Directed by William Eubank
Written by David Frigerio, Carlyle Eubank, William Eubank
Starring Brenton Thwaites, Olivia Cooke, Beau Knapp, Laurence Fishburne
Well, that was a turn up. I’m not sure how keen you
would be if someone said you should watch a sci-fi thriller with a four million dollar budget and only a couple of names you’ll have actually heard of. To be honest, I wasn’t keen either, but this is the reason we do what we do. On occasion, you get rewarded, just enough, to keep you coming back to stuff you previously had no clue about. We are cinematic prospectors, if you like. We don’t always find gold, very rarely in fact, but sometimes we get a tiny nugget that makes us all keep searching. The Signal is one of those little nuggets.
This really shouldn’t have worked as well as it did. It’s not exactly a new or original idea. The premise of putting three friends in a car and sending them off into the middle of nowhere for terrible things to happen to them is now nothing if not well worn. Hints of Cabin In The Woods are prevalent as a seemingly inocuous adventure to catch a playful computer hacker leads our unfortunate victims to a dilapidated and apparently abandoned outhouse, the origin of ‘the signal’ they are following. But just like the aformentioned cabin, there is much more going on here than meets the eye.
After waking up, we find one of the party, Nick (Thwaites) in an interrogation room, groggy and confused, unable to move his legs. Sitting opposite, fully kitted out in a biohazard suit, is Damon (Fishburne), who appears to be far more informed about current events than anyone, but is decidedly reticent to spill the beans. He has some questions for Nick and also a few clues to calm the jangling nerves of his latest bewildered guest.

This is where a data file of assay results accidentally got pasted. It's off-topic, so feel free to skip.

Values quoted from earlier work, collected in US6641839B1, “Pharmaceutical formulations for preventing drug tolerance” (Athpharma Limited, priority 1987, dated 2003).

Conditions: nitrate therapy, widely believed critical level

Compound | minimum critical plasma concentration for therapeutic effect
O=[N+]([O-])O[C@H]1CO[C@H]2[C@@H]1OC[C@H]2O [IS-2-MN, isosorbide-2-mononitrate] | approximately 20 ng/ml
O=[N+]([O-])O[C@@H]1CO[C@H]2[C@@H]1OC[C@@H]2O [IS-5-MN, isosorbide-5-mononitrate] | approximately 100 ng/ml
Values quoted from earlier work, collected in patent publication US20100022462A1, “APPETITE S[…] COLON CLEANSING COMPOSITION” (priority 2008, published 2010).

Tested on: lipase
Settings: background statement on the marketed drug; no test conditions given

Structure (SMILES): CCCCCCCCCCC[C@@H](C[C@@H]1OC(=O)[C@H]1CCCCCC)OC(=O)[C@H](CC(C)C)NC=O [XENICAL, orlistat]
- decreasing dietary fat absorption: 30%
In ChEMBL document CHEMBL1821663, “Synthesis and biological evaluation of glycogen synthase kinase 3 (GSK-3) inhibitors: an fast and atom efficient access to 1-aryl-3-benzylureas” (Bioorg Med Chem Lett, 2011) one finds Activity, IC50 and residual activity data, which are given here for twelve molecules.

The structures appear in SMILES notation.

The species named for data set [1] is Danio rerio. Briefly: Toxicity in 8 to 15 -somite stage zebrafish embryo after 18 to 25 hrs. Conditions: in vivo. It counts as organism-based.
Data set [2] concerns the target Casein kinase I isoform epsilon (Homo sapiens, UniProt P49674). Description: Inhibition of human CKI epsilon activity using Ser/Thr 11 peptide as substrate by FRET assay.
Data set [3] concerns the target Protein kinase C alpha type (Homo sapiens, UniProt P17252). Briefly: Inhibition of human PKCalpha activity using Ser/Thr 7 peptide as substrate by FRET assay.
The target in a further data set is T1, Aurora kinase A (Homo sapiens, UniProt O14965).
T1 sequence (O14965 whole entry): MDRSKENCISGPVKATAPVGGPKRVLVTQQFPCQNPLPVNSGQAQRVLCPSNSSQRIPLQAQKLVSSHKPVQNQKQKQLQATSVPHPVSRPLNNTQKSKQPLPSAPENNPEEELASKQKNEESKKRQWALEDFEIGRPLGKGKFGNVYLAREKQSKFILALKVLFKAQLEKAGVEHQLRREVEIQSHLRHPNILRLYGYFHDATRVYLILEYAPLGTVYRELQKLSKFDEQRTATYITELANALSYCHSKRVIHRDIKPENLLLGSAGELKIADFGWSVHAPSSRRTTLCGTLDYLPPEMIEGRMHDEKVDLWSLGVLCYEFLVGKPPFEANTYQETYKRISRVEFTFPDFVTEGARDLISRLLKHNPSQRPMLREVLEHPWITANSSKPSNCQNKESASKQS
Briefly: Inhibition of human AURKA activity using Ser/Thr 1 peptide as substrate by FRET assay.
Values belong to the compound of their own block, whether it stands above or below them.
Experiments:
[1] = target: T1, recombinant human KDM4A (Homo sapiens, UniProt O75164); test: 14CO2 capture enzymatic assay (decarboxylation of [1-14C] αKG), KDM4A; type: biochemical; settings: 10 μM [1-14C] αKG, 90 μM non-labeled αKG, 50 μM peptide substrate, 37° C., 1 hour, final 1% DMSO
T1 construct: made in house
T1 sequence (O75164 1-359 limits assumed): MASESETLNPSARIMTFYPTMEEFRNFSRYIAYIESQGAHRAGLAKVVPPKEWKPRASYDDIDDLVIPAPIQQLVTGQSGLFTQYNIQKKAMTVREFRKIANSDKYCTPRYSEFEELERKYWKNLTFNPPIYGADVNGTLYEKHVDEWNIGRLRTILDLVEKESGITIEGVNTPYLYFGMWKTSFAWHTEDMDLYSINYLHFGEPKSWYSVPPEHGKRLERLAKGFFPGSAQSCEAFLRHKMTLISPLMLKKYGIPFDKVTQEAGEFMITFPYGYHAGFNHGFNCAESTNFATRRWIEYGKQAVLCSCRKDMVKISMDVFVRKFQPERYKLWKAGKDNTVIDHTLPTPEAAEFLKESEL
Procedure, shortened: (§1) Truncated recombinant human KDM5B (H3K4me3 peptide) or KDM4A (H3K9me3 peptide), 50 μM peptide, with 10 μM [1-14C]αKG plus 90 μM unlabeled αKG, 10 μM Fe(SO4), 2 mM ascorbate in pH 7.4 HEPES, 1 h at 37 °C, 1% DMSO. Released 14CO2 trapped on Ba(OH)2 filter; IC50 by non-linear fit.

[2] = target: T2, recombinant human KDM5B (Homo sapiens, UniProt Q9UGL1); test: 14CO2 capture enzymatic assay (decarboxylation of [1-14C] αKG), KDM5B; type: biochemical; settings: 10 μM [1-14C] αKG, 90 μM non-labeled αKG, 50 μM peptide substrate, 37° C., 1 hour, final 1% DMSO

And we are as lost as poor Nick, none the wiser as to just what the hell is going on, though we are to be drip-fed the plot as the groups’ incarceration continues. What we learn is more and more unbelievable, but the film never goes so far as to make this comical or impossible to swallow. The anchor here is a great, straight-faced performance from Fishburne, who goes about his business with dutiful care and consummate professionalism, it seems.
The whole cast, in fact, should be proud of their efforts and as a group of players they provide solid performances in a vehicle that could easily allow them to overact and end up in a parody of previous projects with bigger budgets and ideas that are just as lofty as those approached here. But William Eubank reins them in just enough, along with the plot, to keep the audience ticking over nicely.
Rarely is a scene wasted and given the budget, this should come as no surprise. Having little money, after all, is the best way to ensure you take good care of it and ensure value for money, which is certainly what has happened here.
In all, an unoriginal idea played with relish most notably by Fishburne, who appears to be having great fun here, even if it rarely shows on his face. The cast is solid and the narrative intriguing enough to keep you hooked throughout. If you want an example of what can be achieved in science-fiction with a modest budget, you could do much worse than give this an airing. After some of the dross we’ve had to endure this year in the genre, this is a satisfying surprise.